'I still think I'm 21 so I'd to convince myself I was old enough to play a police officer'
Fed up playing wives or girlfriends, Carey Mulligan is shunning Tinseltown in favour of well-rounded roles on TV. It’s where the good writing is, she tells Gemma Dunn
Carey Mulligan is just one of many Hollywood starlets returning to the small screen - and with good reason. She will take the lead in BBC Two's new miniseries, Collateral, and contends that TV now offers more stimulating roles for woman.
"For most of the actresses I know, it's been about going where the better writing is," she says. "Films tend to provide a lot for men, in terms of great leading roles, and not so much for women.
"So you can do Big Little Lies and have four to six extraordinary roles written for women, where there'd be maybe one, or half of one, in a couple of films."
Mulligan adds: "I just want to play the most interesting, complicated, real person. And interesting, complicated, real people in film are really rare."
Refusing to simply "wait around", the British talent's latest outing ticks all the boxes. Joining forces with the likes of John Simm, Nicola Walker and Billie Piper, the 32-year-old will star in Collateral - a Sir David Hare-penned political thriller to air on BBC Two.
Set over the course of four days, the four-part drama explores the spiralling repercussions surrounding the fatal shooting of a London-based pizza delivery man - and the refusal of tough Detective Inspector Kip Glaspie (Mulligan) to accept it is a random act of senseless violence.
It's the second time Mulligan has worked with playwright Hare (the first was her Tony-nominated portrayal of Kyra in the Broadway revival of Skylight), and she's only too happy to reconvene.
"The character I played in Skylight was one of my favourite characters, and so, now, is Kip," she says.
"Often women are encouraged to be amenable, likeable characters and these women are much more than that. They have so much going on, which is really exciting."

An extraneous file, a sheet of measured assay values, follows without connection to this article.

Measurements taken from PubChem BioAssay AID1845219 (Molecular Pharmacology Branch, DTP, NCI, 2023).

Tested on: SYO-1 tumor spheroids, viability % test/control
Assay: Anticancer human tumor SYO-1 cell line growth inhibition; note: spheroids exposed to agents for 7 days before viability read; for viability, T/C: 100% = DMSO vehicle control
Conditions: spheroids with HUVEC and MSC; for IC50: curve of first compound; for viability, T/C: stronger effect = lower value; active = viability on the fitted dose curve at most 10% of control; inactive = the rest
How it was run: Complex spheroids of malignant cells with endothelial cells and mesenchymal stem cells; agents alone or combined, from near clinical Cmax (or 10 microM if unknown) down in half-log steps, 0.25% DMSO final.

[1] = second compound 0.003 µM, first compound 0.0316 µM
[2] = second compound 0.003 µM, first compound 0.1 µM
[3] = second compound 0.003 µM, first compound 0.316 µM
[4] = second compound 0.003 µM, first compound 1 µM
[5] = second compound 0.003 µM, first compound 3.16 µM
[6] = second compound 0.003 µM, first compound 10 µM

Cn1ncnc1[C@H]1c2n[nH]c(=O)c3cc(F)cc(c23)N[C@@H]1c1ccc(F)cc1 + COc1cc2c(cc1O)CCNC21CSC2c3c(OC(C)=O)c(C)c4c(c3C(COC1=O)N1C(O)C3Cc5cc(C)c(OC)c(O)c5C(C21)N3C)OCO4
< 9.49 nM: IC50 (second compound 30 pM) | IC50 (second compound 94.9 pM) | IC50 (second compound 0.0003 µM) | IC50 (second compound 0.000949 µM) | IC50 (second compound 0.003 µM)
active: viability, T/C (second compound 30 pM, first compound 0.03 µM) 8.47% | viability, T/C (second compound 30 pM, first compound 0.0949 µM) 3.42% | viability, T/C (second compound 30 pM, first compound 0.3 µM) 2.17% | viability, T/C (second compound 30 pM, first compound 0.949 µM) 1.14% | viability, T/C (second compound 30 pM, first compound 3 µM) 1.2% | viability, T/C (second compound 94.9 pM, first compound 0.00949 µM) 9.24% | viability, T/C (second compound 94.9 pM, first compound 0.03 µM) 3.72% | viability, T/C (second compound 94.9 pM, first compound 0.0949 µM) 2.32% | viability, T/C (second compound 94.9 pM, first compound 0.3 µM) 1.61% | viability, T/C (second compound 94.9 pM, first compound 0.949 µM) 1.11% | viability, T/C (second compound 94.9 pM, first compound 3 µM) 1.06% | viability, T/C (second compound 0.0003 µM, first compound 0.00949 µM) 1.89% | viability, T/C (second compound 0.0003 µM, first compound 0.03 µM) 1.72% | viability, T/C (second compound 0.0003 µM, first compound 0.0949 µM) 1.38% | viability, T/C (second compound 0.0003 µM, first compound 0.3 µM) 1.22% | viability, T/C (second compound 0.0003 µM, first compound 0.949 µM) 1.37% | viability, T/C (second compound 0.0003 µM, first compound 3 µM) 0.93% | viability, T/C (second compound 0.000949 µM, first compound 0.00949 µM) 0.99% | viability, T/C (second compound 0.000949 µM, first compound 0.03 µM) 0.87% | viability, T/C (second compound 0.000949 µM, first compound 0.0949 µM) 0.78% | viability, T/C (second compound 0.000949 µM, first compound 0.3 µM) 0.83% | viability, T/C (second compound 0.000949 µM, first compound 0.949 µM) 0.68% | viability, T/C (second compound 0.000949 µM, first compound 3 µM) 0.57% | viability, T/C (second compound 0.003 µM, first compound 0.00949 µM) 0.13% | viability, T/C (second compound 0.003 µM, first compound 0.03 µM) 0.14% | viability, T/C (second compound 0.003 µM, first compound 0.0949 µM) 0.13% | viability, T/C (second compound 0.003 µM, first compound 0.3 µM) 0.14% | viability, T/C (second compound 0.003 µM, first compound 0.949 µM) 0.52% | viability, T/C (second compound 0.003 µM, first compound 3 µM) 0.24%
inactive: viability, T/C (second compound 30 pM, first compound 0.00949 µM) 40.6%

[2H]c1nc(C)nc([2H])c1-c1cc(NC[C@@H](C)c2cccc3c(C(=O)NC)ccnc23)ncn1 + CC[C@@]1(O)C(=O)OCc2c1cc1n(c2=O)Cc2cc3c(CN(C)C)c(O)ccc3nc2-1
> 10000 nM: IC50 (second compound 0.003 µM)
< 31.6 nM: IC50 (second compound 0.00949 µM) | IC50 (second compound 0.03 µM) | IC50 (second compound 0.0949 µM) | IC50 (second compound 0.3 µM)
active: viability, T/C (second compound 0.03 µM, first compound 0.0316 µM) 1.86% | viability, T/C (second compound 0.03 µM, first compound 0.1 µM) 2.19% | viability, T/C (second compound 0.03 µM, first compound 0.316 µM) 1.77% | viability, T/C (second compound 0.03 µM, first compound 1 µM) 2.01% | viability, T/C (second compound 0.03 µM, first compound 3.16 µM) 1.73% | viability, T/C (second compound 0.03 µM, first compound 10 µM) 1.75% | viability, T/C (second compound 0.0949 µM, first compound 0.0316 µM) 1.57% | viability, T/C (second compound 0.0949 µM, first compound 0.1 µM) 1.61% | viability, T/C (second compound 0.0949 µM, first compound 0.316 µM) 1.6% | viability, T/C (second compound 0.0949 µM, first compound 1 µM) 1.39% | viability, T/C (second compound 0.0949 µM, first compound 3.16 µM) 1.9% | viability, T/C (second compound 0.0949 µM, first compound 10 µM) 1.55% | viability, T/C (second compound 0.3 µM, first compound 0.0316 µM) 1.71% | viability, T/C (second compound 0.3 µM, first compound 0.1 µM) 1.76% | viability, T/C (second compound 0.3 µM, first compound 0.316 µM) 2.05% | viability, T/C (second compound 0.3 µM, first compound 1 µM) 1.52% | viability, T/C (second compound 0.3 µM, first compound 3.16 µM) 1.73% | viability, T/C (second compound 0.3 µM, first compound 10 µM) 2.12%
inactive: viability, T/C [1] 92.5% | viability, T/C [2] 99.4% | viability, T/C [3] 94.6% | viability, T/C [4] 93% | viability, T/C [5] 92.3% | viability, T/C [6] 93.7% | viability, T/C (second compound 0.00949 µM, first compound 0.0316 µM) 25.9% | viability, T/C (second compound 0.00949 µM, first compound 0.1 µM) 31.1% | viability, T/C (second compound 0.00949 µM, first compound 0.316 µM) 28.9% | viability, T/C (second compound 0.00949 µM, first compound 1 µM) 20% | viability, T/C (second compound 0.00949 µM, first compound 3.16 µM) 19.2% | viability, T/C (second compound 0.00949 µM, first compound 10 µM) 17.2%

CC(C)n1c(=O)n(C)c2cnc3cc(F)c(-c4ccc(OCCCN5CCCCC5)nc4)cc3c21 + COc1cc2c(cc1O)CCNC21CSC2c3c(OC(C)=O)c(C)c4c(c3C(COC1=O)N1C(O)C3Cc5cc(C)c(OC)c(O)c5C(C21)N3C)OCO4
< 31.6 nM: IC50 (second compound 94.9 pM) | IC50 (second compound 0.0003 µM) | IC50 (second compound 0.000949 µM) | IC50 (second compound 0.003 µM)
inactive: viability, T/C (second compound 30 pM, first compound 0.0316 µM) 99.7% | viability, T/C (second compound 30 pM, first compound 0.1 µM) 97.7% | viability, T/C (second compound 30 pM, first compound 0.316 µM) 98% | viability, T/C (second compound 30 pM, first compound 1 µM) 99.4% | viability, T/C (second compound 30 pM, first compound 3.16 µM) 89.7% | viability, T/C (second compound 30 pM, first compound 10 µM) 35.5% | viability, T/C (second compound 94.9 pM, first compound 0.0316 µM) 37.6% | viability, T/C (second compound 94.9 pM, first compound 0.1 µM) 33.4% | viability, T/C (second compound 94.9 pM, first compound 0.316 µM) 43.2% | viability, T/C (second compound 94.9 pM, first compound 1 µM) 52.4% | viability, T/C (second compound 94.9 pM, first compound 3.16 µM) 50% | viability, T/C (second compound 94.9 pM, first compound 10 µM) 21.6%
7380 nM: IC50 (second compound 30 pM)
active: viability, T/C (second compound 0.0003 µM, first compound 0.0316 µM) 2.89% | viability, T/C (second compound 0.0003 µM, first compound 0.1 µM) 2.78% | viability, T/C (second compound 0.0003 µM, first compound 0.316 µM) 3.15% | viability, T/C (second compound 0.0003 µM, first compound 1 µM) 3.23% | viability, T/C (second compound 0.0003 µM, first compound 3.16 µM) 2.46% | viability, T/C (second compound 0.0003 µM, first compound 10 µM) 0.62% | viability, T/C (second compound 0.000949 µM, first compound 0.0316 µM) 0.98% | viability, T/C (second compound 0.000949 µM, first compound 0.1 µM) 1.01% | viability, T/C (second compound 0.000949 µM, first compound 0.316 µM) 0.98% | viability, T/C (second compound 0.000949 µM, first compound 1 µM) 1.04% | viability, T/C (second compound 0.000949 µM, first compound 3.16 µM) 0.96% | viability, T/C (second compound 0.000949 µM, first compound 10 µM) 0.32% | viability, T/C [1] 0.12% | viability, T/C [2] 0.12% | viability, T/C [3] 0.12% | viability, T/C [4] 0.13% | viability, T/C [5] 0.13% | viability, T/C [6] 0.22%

But Mulligan was set to shape her character in a way even she hadn't anticipated.
"When this (script) came my way, I said, 'Oh my goodness, I really, really want to do it, but I am five weeks pregnant!'" reveals the now-mother-of-two, who was also expecting with musician husband Marcus Mumford during her run on Skylight.
"(David) was totally happy and said he didn't see why Kip couldn't be pregnant," she explains. "He barely changed a thing and only added two references to the pregnancy in the entire show.
"There was no 'Argh, goodness me, he kicked' and all that stuff," she says with a laugh. "No pregnant acting was allowed and no crying, which was a revelation for me because I constantly cry!"
"I love that, because pregnant women don't go around all day clutching their bellies. They are working women and they just get on with it."
The high-octane show also presented the star of Suffragette and The Great Gatsby with an opportunity to do something set in current times.
"I was excited to do something contemporary, having done a fair amount of period dramas", she says, having first earned international recognition - along with an Oscar nomination and BAFTA win - for her part in An Education. "I wanted to play a character who is alive right now, not 100 years ago."
Can she see herself affiliated with this genre now, like many greats that have gone before her?
"I have seen so many brilliant performances, but I just tried not to think about it too much," she says.
"My tendency is to see someone like Olivia Colman, someone doing something brilliantly, and be like, 'Oh, I'll just do it a bit like that' - and then it'd be rubbish, because it wouldn't be as good as that!"
Her biggest concern was convincing viewers she could be a police officer in the first place.
"They have such authority, and I'm scared of them!" she exclaims, laughing. "And so it was convincing myself that I was grown up enough.
"I still think I am 21 and then I am like, 'Oh, I'm a grown up, actually. And maybe I could have a proper job'", she says, detailing her embarrassment at presenting her badge while shooting.
"So part of the challenge for me at the beginning, was being like, 'Take it seriously, I am a police officer'. That was the hardest thing - believing it in the first place."
Aside from the badges and forensic suits, Collateral promises not to be your average police procedural.
In fact, computers, whiteboards and classic tropes were banned.
"There is a cinematic quality to it - it's not like usual TV in the way it is put together, it feels much bigger," notes Mulligan.
"The scale of the subject we are talking about also enhances that. This isn't a single family story, it is about so many bigger issues", she adds, referring to the storyline delving into waves of migration prompted by war and poverty.
"You want to be in thought-provoking work, (but) first and foremost it is a great story and you want to be part of one of those shows which people binge-watch," she enthuses.
"If people are dying for the next episode to come out, that would be my dream end result."
Collateral, BBC Two, Monday, 9pm